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How to bump up your credit score

Leslie McFaddenQuestionDear Credit Card Adviser,
Say I have a credit card with a $3,000 limit and $2,600 of it is used. I don't want to pay it off, but I do want to make a large enough payment that I get a bump in my credit score. I have heard the magic amount is 45 percent or less of the total card amount; is that true? How soon would it affect a credit score if I made a payment of $2,300?
-- Jamie

AnswerDear Jamie,
When you need to increase your credit score ahead of an upcoming credit check, it pays to know how low your credit card debt should be. With FICO scores, a credit score used by many lenders, your debt-to-credit limit ratio on revolving accounts, or utilization, counts toward a factor worth 30 percent of your score. It's not the only component that goes into your score, but low utilization can push your score higher.

Is there a threshold for this ratio above which your score will drop and below which your score will increase? I've heard varying recommendations of using less than 50 percent of your available credit -- 35 percent, 30 percent and even 10 percent. The recommendations for ideal utilization are all over the place.

The lower your utilization, the better. A utilization ratio of 10 percent is going to be better than 30 percent, which is going to be better than 50 percent.

FICO doesn't usually recommend a specific threshold, but recently provided one on its new educational website, In the score tips section, the site offers this advice regarding utilization: "You may want to increase the amounts of your monthly payments until all balances are below 10 percent of your credit limits in order to improve your FICO Score."

In a recent interview, I asked FICO spokesman Craig Watts about this new recommendation.

"Last year we started using a number, not as a recommendation, but as a fact that most of the people with really high FICO scores have credit utilization rates that are 7 percent or lower," Watts said.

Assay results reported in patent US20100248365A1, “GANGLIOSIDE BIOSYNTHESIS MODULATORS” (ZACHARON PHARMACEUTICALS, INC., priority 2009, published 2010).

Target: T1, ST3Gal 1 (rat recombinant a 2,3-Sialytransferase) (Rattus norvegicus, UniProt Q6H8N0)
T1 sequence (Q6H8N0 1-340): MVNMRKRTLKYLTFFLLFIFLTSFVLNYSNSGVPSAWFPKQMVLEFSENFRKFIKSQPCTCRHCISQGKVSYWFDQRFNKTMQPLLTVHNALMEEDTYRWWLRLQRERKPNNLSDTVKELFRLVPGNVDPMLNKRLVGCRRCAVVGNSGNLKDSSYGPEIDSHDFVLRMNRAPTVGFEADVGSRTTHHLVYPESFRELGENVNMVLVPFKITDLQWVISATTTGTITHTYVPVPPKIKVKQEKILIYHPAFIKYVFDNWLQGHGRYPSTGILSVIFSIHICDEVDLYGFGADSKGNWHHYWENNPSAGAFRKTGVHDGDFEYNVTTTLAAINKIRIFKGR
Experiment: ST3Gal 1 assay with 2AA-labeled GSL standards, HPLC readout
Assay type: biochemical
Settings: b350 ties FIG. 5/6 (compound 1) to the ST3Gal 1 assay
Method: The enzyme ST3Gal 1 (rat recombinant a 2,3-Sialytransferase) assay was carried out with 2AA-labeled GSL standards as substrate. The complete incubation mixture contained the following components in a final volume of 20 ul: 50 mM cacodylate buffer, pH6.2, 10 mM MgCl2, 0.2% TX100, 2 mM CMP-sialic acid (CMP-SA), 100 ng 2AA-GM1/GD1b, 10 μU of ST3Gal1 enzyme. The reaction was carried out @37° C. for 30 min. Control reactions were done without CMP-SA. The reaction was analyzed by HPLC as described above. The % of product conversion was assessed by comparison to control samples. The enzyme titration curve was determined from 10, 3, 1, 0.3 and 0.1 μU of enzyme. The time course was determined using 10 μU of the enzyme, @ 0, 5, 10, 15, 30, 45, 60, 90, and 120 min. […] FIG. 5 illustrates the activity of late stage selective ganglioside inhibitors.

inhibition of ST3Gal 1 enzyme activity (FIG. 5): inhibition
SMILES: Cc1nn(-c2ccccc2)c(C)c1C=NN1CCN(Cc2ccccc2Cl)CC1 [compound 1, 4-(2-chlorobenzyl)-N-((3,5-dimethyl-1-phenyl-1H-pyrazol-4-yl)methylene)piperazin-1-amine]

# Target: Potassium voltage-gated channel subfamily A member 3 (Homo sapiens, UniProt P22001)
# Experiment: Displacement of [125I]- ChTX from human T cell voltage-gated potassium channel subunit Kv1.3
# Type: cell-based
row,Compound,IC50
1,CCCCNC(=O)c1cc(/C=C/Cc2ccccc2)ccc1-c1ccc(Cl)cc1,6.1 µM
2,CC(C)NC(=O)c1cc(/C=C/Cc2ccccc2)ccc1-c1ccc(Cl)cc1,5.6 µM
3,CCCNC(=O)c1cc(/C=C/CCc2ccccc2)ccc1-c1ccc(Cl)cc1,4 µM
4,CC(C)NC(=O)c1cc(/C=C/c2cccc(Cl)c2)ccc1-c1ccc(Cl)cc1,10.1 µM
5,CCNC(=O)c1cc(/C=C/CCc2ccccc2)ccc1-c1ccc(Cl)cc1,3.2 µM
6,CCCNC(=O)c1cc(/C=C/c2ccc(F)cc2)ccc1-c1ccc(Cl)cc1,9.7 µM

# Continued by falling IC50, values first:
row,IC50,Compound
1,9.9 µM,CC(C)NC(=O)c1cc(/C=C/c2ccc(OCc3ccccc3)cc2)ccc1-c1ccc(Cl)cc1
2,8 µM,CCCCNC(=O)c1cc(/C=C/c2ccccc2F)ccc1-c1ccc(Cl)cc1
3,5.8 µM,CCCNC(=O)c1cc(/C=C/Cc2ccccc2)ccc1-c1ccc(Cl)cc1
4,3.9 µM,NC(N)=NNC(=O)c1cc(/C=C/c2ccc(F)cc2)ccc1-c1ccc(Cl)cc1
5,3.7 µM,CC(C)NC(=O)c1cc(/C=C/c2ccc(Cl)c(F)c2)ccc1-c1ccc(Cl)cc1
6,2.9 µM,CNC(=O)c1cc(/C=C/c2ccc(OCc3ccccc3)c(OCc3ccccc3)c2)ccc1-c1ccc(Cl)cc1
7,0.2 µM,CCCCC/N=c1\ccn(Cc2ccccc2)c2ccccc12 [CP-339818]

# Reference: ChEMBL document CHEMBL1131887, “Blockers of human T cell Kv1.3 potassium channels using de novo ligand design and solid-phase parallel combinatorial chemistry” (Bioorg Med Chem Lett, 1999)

"Somebody softened that to 10 percent as a decent threshold. If your utilization is 10 percent or lower you're in great shape -- as far as utilization goes."

There you have it. For maximum score benefit, pay your balance down to 10 percent or less of the credit limit. In general, the lower your utilization, the better. Not that you need to carry a balance to earn low utilization. You can pay in full every month and still have a monthly balance on your credit report -- this will be the amount on your last monthly statement.

Once the payment shows up on your credit report in the form of a lower monthly balance, then the new balance can factor into the next calculation of your credit score. Most credit card issuers submit updated account information to the credit bureaus on a monthly basis, so your score may not reflect the new balance right away.

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To ask a question of the Credit Card Adviser, go to the "Ask the Experts" page, and select "Credit Cards." Read more columns by the Credit Card Adviser. Follow Leslie McFadden on Twitter.

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